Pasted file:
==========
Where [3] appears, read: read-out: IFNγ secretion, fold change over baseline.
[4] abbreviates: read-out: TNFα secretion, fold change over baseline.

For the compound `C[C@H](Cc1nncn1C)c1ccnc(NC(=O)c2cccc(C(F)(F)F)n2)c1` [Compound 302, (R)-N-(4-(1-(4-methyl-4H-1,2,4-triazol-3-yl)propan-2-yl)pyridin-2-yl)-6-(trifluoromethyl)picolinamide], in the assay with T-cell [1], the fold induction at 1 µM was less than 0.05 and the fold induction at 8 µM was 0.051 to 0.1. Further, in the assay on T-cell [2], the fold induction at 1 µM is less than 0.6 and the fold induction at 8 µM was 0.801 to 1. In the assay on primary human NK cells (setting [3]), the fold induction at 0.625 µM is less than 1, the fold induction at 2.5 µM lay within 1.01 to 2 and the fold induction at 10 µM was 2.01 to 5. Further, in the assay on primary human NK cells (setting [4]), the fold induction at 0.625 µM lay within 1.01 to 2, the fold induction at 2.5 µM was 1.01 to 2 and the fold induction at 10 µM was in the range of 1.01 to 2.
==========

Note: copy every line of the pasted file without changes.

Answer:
Where [3] appears, read: read-out: IFNγ secretion, fold change over baseline.
[4] abbreviates: read-out: TNFα secretion, fold change over baseline.

For the compound `C[C@H](Cc1nncn1C)c1ccnc(NC(=O)c2cccc(C(F)(F)F)n2)c1` [Compound 302, (R)-N-(4-(1-(4-methyl-4H-1,2,4-triazol-3-yl)propan-2-yl)pyridin-2-yl)-6-(trifluoromethyl)picolinamide], in the assay with T-cell [1], the fold induction at 1 µM was less than 0.05 and the fold induction at 8 µM was 0.051 to 0.1. Further, in the assay on T-cell [2], the fold induction at 1 µM is less than 0.6 and the fold induction at 8 µM was 0.801 to 1. In the assay on primary human NK cells (setting [3]), the fold induction at 0.625 µM is less than 1, the fold induction at 2.5 µM lay within 1.01 to 2 and the fold induction at 10 µM was 2.01 to 5. Further, in the assay on primary human NK cells (setting [4]), the fold induction at 0.625 µM lay within 1.01 to 2, the fold induction at 2.5 µM was 1.01 to 2 and the fold induction at 10 µM was in the range of 1.01 to 2.